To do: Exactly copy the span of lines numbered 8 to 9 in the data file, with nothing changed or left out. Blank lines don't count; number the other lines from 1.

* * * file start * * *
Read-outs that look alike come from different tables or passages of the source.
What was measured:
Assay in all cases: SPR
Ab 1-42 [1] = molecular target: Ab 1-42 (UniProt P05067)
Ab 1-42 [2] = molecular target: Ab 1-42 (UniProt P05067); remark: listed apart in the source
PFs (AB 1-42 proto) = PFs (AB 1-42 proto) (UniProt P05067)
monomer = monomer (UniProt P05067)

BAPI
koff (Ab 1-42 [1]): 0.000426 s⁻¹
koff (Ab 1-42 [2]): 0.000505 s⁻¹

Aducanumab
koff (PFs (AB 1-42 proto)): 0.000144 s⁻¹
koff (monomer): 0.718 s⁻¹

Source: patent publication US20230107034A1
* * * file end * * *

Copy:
BAPI
koff (Ab 1-42 [1]): 0.000426 s⁻¹